TedxRutgers starts space for creative storytelling


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Photo by Elizabeth Reynes |

Storytelling shapes us into who we are — we tell stories to our family and friends, to mere strangers and even to ourselves as a way to convey emotion, explain ideas and give valuable lessons.

As storytelling is a crucial part of our everyday lives, TEDxRutgers held its first-ever "Creative Storytelling Open Mic" night on Wednesday, April 5, where Rutgers students were free to let their voices be heard.

Although known for its annual TEDx Conference and public speaking contests, Wednesday’s open mic night was the organization’s first dabble in creative performance.

Held at the Livingston Student Center in collaboration with the Verbal Mayhem Poetry Collective, the non-profit aimed to explore the art of storytelling through poetry, song, personal narrative, monologue and beyond.

With an initially slow turnout, Mason Gross School of the Arts student Marcus Raye Perez woke the crowd with his spoken word poem “I Met God, She’s Black,” inspired by a T-shirt donning the same phrase. The powerful piece served as an ode to minorities and marginalized people who are often overlooked and seldom found holy or influential. Above all, Perez reminded the audience that there is something spiritual in all of us with a thoughtful closing prose perfect for the occasion. 

“I met God in the mirror and he reminded me that this is our story to tell, and you could feast on a buffet of Bible verses until the day you die, and still not own the handbook on how to get to heaven.” Perez’s piece was met with high praise and set the tone for a passionate and energetic night.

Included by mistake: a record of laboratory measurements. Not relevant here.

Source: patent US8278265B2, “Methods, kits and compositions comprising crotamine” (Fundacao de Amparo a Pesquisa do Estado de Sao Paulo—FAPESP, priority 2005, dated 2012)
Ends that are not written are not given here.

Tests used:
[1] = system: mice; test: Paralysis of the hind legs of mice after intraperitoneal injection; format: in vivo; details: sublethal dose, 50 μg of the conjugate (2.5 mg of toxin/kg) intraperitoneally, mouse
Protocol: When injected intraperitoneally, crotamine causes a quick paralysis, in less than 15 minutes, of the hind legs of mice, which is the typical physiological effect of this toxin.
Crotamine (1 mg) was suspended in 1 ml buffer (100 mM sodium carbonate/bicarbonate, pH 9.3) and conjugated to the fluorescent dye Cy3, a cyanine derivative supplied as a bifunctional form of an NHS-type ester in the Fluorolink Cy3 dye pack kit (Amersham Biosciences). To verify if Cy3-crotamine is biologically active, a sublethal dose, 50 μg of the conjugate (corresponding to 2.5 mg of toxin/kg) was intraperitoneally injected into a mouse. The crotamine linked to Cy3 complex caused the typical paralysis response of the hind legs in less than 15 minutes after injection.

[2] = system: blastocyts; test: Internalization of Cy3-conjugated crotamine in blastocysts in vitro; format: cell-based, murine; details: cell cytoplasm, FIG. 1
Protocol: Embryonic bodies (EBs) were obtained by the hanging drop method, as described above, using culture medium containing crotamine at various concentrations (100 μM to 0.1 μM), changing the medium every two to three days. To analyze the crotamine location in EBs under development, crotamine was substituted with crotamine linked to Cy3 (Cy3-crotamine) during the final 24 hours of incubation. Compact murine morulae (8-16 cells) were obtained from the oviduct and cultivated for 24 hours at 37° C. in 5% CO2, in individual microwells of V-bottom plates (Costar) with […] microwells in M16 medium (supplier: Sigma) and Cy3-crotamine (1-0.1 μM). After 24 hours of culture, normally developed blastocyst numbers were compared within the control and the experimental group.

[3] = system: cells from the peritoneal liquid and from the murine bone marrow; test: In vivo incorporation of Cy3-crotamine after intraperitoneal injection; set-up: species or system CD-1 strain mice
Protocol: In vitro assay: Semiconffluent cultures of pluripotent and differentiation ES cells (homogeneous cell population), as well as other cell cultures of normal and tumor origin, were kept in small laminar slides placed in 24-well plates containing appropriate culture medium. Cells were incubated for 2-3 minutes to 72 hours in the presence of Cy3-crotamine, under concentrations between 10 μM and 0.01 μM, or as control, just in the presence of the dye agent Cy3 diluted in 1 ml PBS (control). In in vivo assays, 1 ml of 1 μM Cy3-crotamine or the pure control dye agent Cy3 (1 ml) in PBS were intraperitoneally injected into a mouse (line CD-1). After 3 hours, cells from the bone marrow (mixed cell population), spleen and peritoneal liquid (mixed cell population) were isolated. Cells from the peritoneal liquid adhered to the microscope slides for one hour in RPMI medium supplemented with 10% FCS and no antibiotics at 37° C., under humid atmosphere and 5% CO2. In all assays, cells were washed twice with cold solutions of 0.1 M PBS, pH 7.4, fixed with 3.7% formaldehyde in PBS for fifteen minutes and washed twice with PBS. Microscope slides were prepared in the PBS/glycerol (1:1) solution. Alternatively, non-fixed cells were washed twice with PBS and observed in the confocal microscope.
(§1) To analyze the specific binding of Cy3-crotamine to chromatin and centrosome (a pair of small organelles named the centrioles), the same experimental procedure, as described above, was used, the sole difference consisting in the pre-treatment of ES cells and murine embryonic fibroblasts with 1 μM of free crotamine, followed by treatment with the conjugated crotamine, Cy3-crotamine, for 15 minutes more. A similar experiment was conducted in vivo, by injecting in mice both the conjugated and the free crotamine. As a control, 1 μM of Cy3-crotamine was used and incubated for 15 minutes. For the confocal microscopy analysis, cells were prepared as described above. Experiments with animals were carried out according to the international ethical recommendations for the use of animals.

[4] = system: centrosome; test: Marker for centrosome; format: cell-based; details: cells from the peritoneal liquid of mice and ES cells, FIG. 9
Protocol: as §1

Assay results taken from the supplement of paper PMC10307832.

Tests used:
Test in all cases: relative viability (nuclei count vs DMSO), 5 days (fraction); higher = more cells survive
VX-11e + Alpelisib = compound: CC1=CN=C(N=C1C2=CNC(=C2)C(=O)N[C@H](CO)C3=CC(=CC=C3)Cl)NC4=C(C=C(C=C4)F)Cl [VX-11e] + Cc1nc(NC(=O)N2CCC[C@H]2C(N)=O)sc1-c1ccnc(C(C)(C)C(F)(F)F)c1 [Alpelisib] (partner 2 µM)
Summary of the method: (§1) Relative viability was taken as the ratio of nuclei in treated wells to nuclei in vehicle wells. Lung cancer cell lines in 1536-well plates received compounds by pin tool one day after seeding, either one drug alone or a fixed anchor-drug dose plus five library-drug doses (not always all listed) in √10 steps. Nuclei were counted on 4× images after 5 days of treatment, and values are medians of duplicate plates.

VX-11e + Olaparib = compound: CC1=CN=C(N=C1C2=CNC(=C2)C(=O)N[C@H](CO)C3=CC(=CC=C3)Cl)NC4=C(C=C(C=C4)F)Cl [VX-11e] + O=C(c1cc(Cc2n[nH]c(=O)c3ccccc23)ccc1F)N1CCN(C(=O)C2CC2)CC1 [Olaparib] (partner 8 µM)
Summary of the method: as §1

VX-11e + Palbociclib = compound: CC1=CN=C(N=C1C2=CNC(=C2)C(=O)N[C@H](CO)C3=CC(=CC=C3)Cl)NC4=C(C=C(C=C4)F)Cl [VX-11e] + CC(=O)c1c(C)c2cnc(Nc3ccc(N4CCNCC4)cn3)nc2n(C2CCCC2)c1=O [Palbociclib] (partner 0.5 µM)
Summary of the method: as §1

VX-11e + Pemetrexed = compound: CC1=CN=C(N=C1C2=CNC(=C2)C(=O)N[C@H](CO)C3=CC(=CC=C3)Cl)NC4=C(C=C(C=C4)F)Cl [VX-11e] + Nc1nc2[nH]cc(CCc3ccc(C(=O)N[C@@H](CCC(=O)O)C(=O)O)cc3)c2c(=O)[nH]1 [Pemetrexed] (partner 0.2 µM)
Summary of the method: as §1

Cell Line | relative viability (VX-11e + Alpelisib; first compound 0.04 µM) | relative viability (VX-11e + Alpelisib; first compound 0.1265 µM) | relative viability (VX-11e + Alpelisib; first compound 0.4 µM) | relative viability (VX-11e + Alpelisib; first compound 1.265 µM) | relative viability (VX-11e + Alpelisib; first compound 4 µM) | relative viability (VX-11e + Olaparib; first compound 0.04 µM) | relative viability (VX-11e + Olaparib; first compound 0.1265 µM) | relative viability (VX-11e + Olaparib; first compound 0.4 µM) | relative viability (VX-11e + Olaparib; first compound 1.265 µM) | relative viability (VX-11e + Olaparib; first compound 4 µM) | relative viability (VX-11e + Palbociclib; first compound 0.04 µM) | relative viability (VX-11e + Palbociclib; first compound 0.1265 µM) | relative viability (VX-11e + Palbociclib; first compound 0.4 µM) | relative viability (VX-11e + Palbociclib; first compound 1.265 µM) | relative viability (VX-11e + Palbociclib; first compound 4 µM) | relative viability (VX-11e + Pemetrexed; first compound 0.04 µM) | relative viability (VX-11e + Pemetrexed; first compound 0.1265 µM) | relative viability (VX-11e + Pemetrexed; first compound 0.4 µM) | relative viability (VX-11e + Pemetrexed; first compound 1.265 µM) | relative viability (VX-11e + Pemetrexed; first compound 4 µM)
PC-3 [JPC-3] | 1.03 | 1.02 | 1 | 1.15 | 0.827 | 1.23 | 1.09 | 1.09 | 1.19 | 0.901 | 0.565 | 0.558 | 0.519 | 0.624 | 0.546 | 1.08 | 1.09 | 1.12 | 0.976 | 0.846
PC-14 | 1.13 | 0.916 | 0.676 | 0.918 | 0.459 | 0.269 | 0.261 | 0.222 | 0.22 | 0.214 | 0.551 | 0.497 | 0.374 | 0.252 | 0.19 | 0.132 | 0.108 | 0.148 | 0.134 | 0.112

Most stories of the night were told in the forms of spoken word poetry and music, with several a capella rap performances and honest pieces written on iPhone notes just hours before the event.

Made up of a group of young college students, performances were relatable and full of emotion, covering topics such as relationships, sex, depression, addiction and loss.

Rutgers senior and Verbal Mayhem regular Lindsay Michelle was in attendance, where she shared five of her favorite poems, including a crowd favorite about her grandma.

Michelle told her story of losing a loved one to dementia and the pain of watching someone’s memory deteriorate, a topic many people can resonate with. “I’m 19, and soon I will forget everyone who used to mean the world to me,” Michelle said, referring to dementia that runs through her family tree. “Do you understand why I cry when I forget where I’ve put my keys?”

While Michelle had a clear knack for performing her work, the night had a welcoming, casual vibe where everyone felt comfortable to express themselves.

Poetry newcomer Jerm Gonzalo took the stage to share two poems about acceptance and self-doubt, while sophomore Sade Ford recited a lively piece spoken through the voice of an alter ego.

Performers often read from the top of their heads and the back of their hands, and when a verse was forgotten or a word was stuttered, no one was embarrassed to admit the mix-up and check their phones for a refresher.

Just as the night felt like it was coming to an end, Rutgers Professor Deepak Paramanand made a surprise appearance to tell an encouraging story about the success that can come out of imperfections and failure.

Once an international student from India at Rutgers, Paramanand reflected on a college experience that still sticks with him today. Being raised by a family who emphasized the importance of achieving high marks, almost failing an exam was a traumatic moment for him. Although a studious and dedicated student, the fact that he was never the best in his class affected his self-esteem permanently. Ironically, 15 years later, his wife’s professor suggested he take up teaching.

Starting in September, Paramanand will become a full-time professor at Rutgers University.

With this, Paramanand stressed that hard work and passion means more than a perfect score in the long run, leaving a positive message for all of the college students in the audience.

With a successful turnout and a show that lasted for almost three hours, the TEDxRutgers Open Mic proved to be a great artistic addition to the Rutgers community.

As the night became a space for total strangers to connect emotionally and creatively, the Creative Storytelling event surely made a big school feel small.


Clarissa Gordon


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